FLORIDA KEYS, FLA — The Florida Keys are home to the 3,800 square mile Florida Keys National Marine Sanctuary, the only coral barrier reef in the continental United States. It has come under threat recently, sparking the National Oceanic and Atmospheric Administration to complete the first comprehensive review in 25 years.
NOAA is using this review to establish a new blueprint to protect the keys. The blueprint for building back the ecosystem’s resilience so it better withstands the elements that cause its decline, form hurricanes, diseases, rising ocean temperatures, pollution, and people are all threats to the keys
“Some of them are honestly things we can’t control, like storm events, like global temperatures, like regional water quality threats,” said Sarah Fangman, the Superintendent of the Florida Keys National Marine Sanctuary. “That said there are things that we can do locally that can help these ecosystems be more resilient to those larger stressors. And that is what we are proposing to do.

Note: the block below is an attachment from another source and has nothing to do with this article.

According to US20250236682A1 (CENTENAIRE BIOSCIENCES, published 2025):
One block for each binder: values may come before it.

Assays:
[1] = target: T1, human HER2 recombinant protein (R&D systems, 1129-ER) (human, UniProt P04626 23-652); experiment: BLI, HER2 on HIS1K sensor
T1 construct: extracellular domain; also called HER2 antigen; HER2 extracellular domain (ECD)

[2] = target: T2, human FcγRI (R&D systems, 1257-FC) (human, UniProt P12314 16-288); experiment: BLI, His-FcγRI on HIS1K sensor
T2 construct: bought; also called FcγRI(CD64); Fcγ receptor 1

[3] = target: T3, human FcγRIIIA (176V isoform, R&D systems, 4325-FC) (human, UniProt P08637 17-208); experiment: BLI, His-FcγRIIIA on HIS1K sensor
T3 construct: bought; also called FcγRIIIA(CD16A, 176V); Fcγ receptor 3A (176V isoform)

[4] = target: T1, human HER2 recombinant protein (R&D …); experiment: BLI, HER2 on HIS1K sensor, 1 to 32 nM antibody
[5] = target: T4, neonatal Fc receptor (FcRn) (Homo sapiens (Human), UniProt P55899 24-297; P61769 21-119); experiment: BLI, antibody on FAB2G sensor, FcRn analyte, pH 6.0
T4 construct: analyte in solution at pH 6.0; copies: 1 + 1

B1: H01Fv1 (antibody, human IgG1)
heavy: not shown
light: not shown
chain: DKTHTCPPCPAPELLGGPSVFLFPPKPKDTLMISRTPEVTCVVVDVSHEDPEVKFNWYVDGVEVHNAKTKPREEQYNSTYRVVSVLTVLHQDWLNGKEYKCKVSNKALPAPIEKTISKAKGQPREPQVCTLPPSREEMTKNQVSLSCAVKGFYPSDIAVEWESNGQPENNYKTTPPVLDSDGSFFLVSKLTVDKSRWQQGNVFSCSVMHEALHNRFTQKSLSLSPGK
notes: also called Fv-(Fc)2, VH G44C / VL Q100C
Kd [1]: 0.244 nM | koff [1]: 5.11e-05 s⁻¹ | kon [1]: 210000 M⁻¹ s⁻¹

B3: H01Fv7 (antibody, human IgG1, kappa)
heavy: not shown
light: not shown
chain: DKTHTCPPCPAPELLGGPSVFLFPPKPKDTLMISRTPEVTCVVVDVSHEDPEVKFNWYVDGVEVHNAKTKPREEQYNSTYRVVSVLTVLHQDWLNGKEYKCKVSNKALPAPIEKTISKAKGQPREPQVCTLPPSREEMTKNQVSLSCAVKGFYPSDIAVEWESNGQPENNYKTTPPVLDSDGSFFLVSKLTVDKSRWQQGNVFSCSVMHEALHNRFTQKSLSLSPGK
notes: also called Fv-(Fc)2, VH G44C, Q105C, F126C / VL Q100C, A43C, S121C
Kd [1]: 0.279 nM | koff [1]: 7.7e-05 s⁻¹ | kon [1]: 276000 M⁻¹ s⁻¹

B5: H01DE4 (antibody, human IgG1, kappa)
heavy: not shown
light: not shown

Fangman says this can start the conversation to protect this national treasure.
“There is not a single silver bullet,” said Fangman. “A single solution that will address this. That is why the restoration blueprint that NOAA is proposing has a lot of different parts to it. A lot of different ways that we can protect, both by having regulations but also education.”
Doctor James Douglass, a professor of marine science at the FGCU Water School, says that coral in the Keys has been struggling for some time.
“The coral in the Florida Keys has been dying for decades,” said Dr. Douglass. “And now there is only less than 10% of the live coral in the Florida Keys than there was as recently as the 1980s.”
Dr. Douglass says he is happy to see the steps that NOAA is taking are science-based.
“A lot of scientists have been studying the health of the Florida Keys ecosystem,” said Dr. Douglass. “Finding out what is causing corals to die and what could bring them back. And noting where the damage is coming from. So, a lot of these proposed changes come directly from science and there is a lot of evidence that doing these things will help protect the reefs.”
Dr. Douglass adds that while these local changes will help, global impacts still need to be addressed like warming ocean temperatures and ocean acidification.
“If we lessen those local stressors that we have more control over, then we think the reefs will be able to survive global stressors a little better or at least be able to have a chance to fight back against those global stressors,” said Dr. Douglass.
NOAA’s blueprint is open for public input over the next 100 days. They will review and release the final rules later this year.